National Immunization Awareness Month

Image Source: Canva

National Immunization Awareness Month (NIAM) is a campaign held each August to raise awareness on the importance of vaccination for people of all ages.1 It is especially important for patients with chronic health conditions to be up to date on recommended vaccinations, since they are at increased risk for complications from certain vaccine-preventable diseases.8

Importance and Safety of Immunizations

The Centers for Disease Control (CDC) defines immunization as a process by which a person becomes protected against a disease through vaccination.2 Immunizations save lives as they offer protection against numerous diseases. Without vaccines, people with weakened immune systems are more at risk.4

If you are concerned about the safety of vaccinations, know that they are thoroughly tested before being released to the public.4 Both the CDC and FDA continue to track the safety of all licensed vaccines.5 The CDC tracks the safety of vaccinations through The Vaccine Adverse Event Reporting System (VAERS). VAERS was created in 1990 to detect any potential safety issues with U.S. vaccines. If anyone experiences problems after an immunization, they can submit a report to VAERS. This monitoring system makes it possible to spot any unusual side effects from vaccinations as well as identify any risks for health issues related to vaccinations. If you are ever concerned about the safety of immunizations, you can have peace of mind knowing they are constantly being monitored.6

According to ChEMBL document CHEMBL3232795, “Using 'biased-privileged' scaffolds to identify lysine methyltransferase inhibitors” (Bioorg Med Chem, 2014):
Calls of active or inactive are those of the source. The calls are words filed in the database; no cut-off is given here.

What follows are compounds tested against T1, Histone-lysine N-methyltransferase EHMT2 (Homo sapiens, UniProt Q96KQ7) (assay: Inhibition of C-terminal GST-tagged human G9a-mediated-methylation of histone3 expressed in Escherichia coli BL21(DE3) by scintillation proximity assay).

Adult and Childhood Vaccine Preventable Diseases

Below are some serious adult and childhood diseases that can be prevented by vaccinations.2

  • Chickenpox
  • Diphtheria
  • Flu (Influenza)
  • Hepatitis A
  • Hepatitis B
  • Measles
  • Mumps

To discover more vaccine preventable diseases, check out: Diseases and the Vaccines That Prevent Them | CDC.

Effectiveness of Vaccinations

Facts and figures that show the effectiveness of vaccinations:

  • According to the World Health Organization, immunizations prevent 2-3 million deaths every year from vaccine-preventable diseases.7
  • It is estimated that vaccinations prevented 26 million cases of childhood disease in the U.S. in the past decade.7
  • The flu vaccination can reduce the risk of flu illness by between 40% and 60%.5

What Vaccinations Do I Need?

The CDC produced a vaccination schedule for all to follow (the recommended schedule can be found here). Check with your doctor or pharmacist if you have any questions about your vaccination history or what vaccine requirements you have.

How Pharmacists can Help

Pharmacists are also in a unique position to identify those patients who are in target groups for certain vaccinations.3 They may also be able to ease the fears of many patients by providing them with facts such as clinical data and by dispelling common misconceptions and myths about vaccinations; they can also stress the significant risks associated with not being vaccinated.

Tria Health was founded on the belief that pharmacists play a vital role in the management of high-risk patients. With Tria, you have the option of receiving a one-on-one private consultation with one of Tria Health’s pharmacists over the phone. During your consultation, your pharmacist will review all your current medications, including vitamins, supplements and lifestyle habits. Your pharmacist will be able to answer any questions you may have regarding vaccinations.

Questions?

Call the Tria Health Help Desk at 1.888.799.8742

Sources:

  1. National Immunization Awareness Month (aap.org)
  2. Immunization Basics | CDC